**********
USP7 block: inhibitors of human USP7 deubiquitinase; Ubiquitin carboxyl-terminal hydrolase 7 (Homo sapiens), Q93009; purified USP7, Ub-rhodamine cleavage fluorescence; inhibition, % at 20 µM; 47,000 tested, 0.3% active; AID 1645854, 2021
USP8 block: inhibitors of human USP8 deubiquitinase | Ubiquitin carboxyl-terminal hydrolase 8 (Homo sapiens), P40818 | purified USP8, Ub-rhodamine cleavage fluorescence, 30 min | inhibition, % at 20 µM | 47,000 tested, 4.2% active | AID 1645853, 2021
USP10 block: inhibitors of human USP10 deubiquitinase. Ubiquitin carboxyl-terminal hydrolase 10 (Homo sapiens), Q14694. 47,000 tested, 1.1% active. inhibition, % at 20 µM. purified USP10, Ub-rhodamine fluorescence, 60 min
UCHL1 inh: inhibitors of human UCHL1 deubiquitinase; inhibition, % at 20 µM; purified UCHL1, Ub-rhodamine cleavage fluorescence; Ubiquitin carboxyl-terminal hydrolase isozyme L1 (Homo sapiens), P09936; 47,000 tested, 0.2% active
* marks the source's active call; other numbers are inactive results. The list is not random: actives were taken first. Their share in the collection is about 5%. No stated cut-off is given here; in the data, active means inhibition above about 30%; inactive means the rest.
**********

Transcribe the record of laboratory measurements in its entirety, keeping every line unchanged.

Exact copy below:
USP7 block: inhibitors of human USP7 deubiquitinase; Ubiquitin carboxyl-terminal hydrolase 7 (Homo sapiens), Q93009; purified USP7, Ub-rhodamine cleavage fluorescence; inhibition, % at 20 µM; 47,000 tested, 0.3% active; AID 1645854, 2021
USP8 block: inhibitors of human USP8 deubiquitinase | Ubiquitin carboxyl-terminal hydrolase 8 (Homo sapiens), P40818 | purified USP8, Ub-rhodamine cleavage fluorescence, 30 min | inhibition, % at 20 µM | 47,000 tested, 4.2% active | AID 1645853, 2021
USP10 block: inhibitors of human USP10 deubiquitinase. Ubiquitin carboxyl-terminal hydrolase 10 (Homo sapiens), Q14694. 47,000 tested, 1.1% active. inhibition, % at 20 µM. purified USP10, Ub-rhodamine fluorescence, 60 min
UCHL1 inh: inhibitors of human UCHL1 deubiquitinase; inhibition, % at 20 µM; purified UCHL1, Ub-rhodamine cleavage fluorescence; Ubiquitin carboxyl-terminal hydrolase isozyme L1 (Homo sapiens), P09936; 47,000 tested, 0.2% active
* marks the source's active call; other numbers are inactive results. The list is not random: actives were taken first. Their share in the collection is about 5%. No stated cut-off is given here; in the data, active means inhibition above about 30%; inactive means the rest.